exhibited by their parents and those in their immediate environment. When an
adult acknowledges a child's words, they frequently praise them, encouraging
positive reinforcement. Language learning tools such as Rosetta Stone Kids
Lingo Word Builder employ behaviorist ideas by offering positive reinforcement
and rewards to young children as they interact with their native language. These
apps use visual cues, games, and interactive exercises to reinforce correct
language usage and encourage continuous practice. With these techniques,
toddlers are motivated to actively participate in language learning, leading to
improved retention and proficiency in their mother tongue.
The popularity of mobile learning has witnessed a significant rise owing to the
widespread adoption of smartphones and other personal devices and, as such,
utilizing mobile devices in personalized learning has emerged as an ongoing
trend, one which presents innovative possibilities for the advancement and
promotion of language acquisition and is increasingly gaining recognition
worldwide. Using language learning applications for mother tongue
development has now proven advantageous. Firstly, these apps offer a
personalized and engaging learning experience tailored to toddlers' needs and
preferences. The interactive features, visual aids, and gamification elements keep
children motivated and enthusiastic about learning their mother tongue.
Secondly, language learning apps provide a convenient and accessible platform,
allowing toddlers to learn at their own pace, whenever and wherever they like.
This flexibility enables consistent exposure to the mother tongue, facilitating a
deep and lasting connection to their cultural heritage. Finally, language learning
apps foster a positive and nurturing environment, promoting self-confidence
and pride in one's cultural identity. By preserving and nurturing the mother
tongue, these apps empower toddlers to embrace their linguistic heritage and
actively contribute to preserving their cultural diversity (Konstantakis et al.,
2022).
Research has indicated that a child's mother tongue plays a significant role in
their educational success. Studies indicate that students taught in their original
language will likely have superior academic performance, higher literacy rates,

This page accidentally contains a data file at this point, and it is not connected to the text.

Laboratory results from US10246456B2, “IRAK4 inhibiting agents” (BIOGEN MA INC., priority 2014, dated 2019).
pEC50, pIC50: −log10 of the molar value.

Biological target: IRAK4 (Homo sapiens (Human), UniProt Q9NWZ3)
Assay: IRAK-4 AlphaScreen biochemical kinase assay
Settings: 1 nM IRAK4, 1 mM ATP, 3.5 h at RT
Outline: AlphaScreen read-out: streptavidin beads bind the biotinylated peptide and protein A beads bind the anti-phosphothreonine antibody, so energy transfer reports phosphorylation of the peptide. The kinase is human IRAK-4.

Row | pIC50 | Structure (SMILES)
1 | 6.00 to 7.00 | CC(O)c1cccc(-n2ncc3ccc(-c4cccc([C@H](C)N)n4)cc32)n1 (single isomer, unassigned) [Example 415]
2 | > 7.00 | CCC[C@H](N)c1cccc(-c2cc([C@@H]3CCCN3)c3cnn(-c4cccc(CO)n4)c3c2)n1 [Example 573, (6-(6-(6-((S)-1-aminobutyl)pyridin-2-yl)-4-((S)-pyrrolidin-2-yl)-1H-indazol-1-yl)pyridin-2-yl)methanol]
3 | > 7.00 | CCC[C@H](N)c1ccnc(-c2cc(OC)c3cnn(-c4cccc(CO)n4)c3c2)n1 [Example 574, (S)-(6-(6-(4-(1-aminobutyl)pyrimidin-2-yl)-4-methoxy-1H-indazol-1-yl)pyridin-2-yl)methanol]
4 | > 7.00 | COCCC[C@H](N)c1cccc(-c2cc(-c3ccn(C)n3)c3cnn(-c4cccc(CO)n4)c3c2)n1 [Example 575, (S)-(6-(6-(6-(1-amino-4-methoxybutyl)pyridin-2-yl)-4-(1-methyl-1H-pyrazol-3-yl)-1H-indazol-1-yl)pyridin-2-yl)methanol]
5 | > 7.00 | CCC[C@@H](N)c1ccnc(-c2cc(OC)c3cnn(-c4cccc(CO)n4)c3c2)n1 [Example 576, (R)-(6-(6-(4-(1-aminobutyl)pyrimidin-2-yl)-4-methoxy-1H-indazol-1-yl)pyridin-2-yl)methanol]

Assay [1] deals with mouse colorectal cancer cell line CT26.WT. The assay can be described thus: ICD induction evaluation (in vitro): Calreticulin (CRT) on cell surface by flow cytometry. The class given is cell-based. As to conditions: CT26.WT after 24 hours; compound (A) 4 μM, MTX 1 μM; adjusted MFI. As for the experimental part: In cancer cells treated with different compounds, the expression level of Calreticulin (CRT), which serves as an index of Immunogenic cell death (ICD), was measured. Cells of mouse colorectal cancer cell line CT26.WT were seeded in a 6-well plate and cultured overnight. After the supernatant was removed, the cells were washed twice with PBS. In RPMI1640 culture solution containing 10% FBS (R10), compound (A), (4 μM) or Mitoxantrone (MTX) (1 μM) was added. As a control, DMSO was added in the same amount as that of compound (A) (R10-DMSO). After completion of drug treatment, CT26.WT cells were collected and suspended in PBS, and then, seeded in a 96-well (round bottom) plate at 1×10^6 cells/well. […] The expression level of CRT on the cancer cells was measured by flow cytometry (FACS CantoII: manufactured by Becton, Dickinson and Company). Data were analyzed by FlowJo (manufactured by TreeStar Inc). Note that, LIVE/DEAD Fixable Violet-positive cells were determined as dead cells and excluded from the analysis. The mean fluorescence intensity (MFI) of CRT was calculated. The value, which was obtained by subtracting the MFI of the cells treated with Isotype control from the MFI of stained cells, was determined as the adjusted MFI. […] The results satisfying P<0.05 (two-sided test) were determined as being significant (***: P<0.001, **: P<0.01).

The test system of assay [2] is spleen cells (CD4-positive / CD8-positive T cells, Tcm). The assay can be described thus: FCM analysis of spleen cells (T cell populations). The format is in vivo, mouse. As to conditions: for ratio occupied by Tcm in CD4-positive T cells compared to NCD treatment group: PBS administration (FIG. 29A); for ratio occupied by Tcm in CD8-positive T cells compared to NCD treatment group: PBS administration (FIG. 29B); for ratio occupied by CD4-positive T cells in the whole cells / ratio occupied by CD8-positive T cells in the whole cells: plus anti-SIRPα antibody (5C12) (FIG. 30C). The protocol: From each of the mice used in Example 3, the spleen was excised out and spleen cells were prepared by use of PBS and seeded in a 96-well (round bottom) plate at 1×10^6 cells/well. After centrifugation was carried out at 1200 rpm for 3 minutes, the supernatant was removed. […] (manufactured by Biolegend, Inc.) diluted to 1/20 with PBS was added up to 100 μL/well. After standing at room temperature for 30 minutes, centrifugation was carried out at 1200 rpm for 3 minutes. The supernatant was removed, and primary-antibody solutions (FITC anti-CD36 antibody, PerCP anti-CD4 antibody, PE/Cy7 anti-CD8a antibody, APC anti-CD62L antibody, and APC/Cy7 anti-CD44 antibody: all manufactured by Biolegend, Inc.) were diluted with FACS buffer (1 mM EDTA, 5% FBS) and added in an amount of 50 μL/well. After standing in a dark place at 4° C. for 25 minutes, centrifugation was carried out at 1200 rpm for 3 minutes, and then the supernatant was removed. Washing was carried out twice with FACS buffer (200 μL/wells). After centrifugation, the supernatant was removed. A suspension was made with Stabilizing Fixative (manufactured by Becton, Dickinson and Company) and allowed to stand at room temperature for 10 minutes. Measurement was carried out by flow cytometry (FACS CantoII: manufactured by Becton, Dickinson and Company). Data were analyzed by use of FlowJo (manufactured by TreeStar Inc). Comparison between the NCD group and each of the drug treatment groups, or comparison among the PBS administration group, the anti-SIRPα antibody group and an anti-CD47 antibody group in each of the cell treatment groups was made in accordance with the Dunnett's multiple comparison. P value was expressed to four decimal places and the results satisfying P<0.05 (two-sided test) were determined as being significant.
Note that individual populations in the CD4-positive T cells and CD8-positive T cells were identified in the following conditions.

and enhanced learning outcomes (Benson & Kosonen, 2013). A study conducted
by UNESCO in 2016 suggests that teaching young children in their mother
tongue as the primary language can aid in their understanding of concepts and
facilitate learning other languages later on.
Mother Tongue refers to one's original language, representing culture and
identity. A child's mother tongue is the first language they learn and often
consider their native language. Learning in our mother tongue is essential as it
improves cognitive skills, helps us acquire a second language, and develops our
literacy abilities. Using one's native language also contributes to language and
literacy skills. Research indicates that a firm understanding of one's native
language can facilitate the acquisition of other languages (UNESCO, 2016).
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Although the English language holds significant global importance and is
regarded as a fundamental aspect of human existence (Abidin, 2012), and has
gained prominence over native languages in numerous countries (Rao, 2019),
including Tausug households, native languages or mother tongue should still
play an essential role in early child development. Teaching children in their
mother tongue during their early years can improve their language skills,
cognitive development, and emotional stability. Feldman (2019) links good long-
term results in school, work, and social life to a solid base in language skills. It
impacts familial and social relationships, personal identity, the
socioeconomic world, cognitive abilities, and academic success (Triebold,
2020). Facilitating toddlers' learning process can improve through effective
mother tongue communication between parents and teachers. This approach has
consistently resulted in positive outcomes, increasing achievement and success
for these young learners. Collaboration fosters the creation of a conducive and
intellectually stimulating environment.
Furthermore, preserving a child's native language can help build a positive self-
image, boost confidence, and encourage cultural appreciation among young
children. Retaining their linguistic heritage helps children feel more connected to
their cultural origins, improving emotional and social well-being. However, the